2001: A Space Odyssey


Flipping channels this afternoon, we discovered that 2001: A Space Odyssey was playing on Turner Classic Movies. One of the things that occurred to me when we watched the film was how difficult it really is to determine what the future will be like. The future depicted in the movie was accurate about the following innovations, all available in 2001 (via Wikipedia):

  • Flat-screen computer monitors
  • Small, portable flat-screen televisions (we actually watched the film on a small flat-screen, although it’s not portable)
  • Television screens with wide aspect ratio
  • Glass cockpits in spacecraft
  • The proliferation of television stations
  • Telephone numbers (in the 1960’s, phone numbers had fewer digits; the film depicts 2001 phone numbers as having more digits)
  • Corporations such as IBM, Hilton, and Aeroflot still in existence (this one would be particularly tough to predict, I think)
  • Credit cards with data stripes
  • Biometric identification (I even had to use handprint ID to get in the dining hall at UGA when I was a student there)
  • The shape of the Orion III Pan Am Orbital Clipper was echoed in X-34, a prototype craft (though that may have been an intentional nod to the movie)

Other aspects of life in 2001 proved harder to predict. By 2001, we really didn’t have the following:

  • Proliferation of good-quality, high-resolution videophones
  • Commonplace space travel (do you ever wonder if the explosion of the space shuttle Challenger was responsible for that, to some degree?)
  • Moon colonies
  • Manned missions to Jupiter aren’t feasible (one could argue a mission to Mars is feasible, but not likely to happen for some time)
  • Orbiting hotels (à la The Jetsons?)
  • Routine commercial space flight
  • Technology to put humans in long-term suspended animation
  • Sentient computers that exhibit self-motivation and indepedent judgment
  • Computers with error-free performance records
  • Pam Am Airlines (in any form), the Bell System, and Howard Johnson’s (as of January, there are only three HoJo’s left) restaurants are no longer with us
  • The Soviet Union

In my opinion, however, the film is still ground-breaking. Not many filmmakers today have the nerve to do some of the things Stanley Kubrick did — the open ending, the use of quiet and sound (who can forget the segments when the only sound is Dave’s breathing).

My dad had the soundtrack to 2001 on vinyl. When I was a teenager, I put in on the stereo and listened. I remember tears streaming down my face as I listened to the Gayane Adagio from Khatchaturian. At the time, I thought it was the saddest music I had ever heard, and I believe it still is.

The scene in which Dave has to shut down HAL is one of the most moving scenes in science fiction cinema. I can’t find a video of the whole scene, but here is the end:

[kml_flashembed movie="http://www.youtube.com/v/WliFIfXNTEY" width="425" height="350" wmode="transparent" /]

I wish it had the part when HAL tells Dave he is afraid. It’s chilling.

What do you think this movie means?

[tags]Stanley Kubrick, Arthur C. Clarke, 2001: A Space Odyssey, 2001, HAL 9000, YouTube[/tags]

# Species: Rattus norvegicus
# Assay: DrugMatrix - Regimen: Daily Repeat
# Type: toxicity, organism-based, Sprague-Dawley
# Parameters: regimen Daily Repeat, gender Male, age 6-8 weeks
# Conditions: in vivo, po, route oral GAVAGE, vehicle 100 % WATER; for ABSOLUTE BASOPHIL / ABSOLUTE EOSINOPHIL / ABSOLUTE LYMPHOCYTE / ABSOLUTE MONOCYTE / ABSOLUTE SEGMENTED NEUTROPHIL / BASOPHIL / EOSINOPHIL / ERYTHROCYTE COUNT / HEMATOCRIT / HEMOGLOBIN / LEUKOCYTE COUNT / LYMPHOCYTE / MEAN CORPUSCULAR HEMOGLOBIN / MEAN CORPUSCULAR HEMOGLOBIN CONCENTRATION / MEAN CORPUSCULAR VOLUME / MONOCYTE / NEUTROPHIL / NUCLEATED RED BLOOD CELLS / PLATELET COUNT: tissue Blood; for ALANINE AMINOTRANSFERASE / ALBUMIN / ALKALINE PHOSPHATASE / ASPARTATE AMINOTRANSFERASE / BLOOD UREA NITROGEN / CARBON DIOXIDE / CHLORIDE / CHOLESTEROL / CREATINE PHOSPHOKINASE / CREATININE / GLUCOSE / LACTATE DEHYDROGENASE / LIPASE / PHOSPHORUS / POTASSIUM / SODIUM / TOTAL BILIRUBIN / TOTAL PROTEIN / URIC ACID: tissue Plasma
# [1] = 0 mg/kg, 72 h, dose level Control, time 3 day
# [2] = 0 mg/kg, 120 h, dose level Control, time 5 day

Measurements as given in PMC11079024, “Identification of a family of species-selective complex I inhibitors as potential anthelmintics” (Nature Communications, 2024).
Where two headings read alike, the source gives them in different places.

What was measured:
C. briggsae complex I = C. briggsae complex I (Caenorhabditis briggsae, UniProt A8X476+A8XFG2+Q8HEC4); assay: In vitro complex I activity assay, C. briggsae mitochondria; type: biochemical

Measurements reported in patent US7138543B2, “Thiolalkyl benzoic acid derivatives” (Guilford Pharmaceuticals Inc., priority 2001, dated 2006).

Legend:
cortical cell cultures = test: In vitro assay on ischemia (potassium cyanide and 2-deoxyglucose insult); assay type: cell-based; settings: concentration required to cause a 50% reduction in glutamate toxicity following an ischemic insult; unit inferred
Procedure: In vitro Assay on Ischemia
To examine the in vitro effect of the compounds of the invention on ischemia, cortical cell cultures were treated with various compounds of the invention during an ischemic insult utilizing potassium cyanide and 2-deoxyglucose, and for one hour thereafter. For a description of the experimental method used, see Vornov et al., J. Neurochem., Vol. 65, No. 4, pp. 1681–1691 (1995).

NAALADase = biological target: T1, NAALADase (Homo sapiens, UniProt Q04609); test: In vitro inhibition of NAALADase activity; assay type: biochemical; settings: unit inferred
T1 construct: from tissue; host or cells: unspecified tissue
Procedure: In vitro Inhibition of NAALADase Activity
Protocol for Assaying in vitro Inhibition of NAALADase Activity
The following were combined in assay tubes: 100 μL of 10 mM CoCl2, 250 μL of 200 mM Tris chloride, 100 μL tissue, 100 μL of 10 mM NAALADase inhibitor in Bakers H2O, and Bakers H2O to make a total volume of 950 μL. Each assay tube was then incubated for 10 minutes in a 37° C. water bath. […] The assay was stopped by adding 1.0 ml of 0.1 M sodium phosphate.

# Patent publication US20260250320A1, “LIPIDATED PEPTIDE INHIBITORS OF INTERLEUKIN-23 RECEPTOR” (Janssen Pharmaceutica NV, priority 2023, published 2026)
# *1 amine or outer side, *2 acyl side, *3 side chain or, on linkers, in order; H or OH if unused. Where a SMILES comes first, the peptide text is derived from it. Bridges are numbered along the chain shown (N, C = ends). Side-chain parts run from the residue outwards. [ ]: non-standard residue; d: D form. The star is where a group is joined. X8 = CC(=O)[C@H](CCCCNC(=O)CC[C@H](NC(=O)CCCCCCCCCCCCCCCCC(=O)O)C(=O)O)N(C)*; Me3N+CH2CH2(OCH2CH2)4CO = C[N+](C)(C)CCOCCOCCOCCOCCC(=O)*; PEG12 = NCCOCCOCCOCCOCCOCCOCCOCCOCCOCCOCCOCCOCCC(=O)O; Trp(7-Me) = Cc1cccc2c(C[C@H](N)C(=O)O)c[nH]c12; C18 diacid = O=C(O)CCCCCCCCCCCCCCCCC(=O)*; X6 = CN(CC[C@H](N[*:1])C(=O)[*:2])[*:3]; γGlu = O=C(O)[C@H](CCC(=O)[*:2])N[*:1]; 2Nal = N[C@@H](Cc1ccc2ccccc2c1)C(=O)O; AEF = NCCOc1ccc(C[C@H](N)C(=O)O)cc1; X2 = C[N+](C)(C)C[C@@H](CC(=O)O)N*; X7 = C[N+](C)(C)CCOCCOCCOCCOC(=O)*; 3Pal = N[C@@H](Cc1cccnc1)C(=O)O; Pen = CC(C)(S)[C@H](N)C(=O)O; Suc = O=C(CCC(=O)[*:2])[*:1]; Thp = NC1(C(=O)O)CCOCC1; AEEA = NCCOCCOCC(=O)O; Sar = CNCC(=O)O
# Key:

One thought on “2001: A Space Odyssey

  1. Dana,

    I read this entry a few days ago and knowing that my daughter is such a "2001 Space Odyssey" fan and I mean that in every sense of the word, I encouraged her to read your entry and make a comment. She has read this book at least 6 times along with the other three. Anyways, today was a snow day in my parts so I encouraged her to share some of her thoughts. Here they are in her own words.

    The impossibility of knowing everything. We never learn the true nature of the monolith, nor its purpose. It is just there. In a way, the monolith can be viewed as a metaphor for life – we can discuss life and its purpose till kingdom come (and probably will) but ultimately, we have not (and cannot) come close to finding out about its ultimate nature and purpose.

    As a 2001 fanatic (I've seen the two movies and read the four books) I would like to apologize for the lameness of this comment. I just spent 6 hours on a paper about Huck Finn, followed by 2 hours researching Argentina and my brain isn't really in abstract thought mode. But my mom insisted I throw my two cents in, so here it is.

    PS Okay so maybe I did insist…

    I do have a slightly funny story about the movie, 2001 Space Odyssey. I went to a very small Catholic school. The principal had always been a nun, that is until for some unknown reason the school decided to hire a lay person.

    I was in the seventh grade at the time and we were all bewildered not to have a nun in a flowing habit running the show. The first thing our new non-nun principal did was hire her son as a teacher for the eighth grade.

    That teacher Mr. Lawson, was shocked that in the history of our school we had never been on a field trip! Well for the very first field trip ever, the seventh and eighth grade students were all loaded up on a bus and we went to see a matinee of 2001 Space Odyssey.

    All I can say is I came home totally spaced out about the experience. I am not sure if it was the fact that I had just gone on my very first field trip or if it was HAL.

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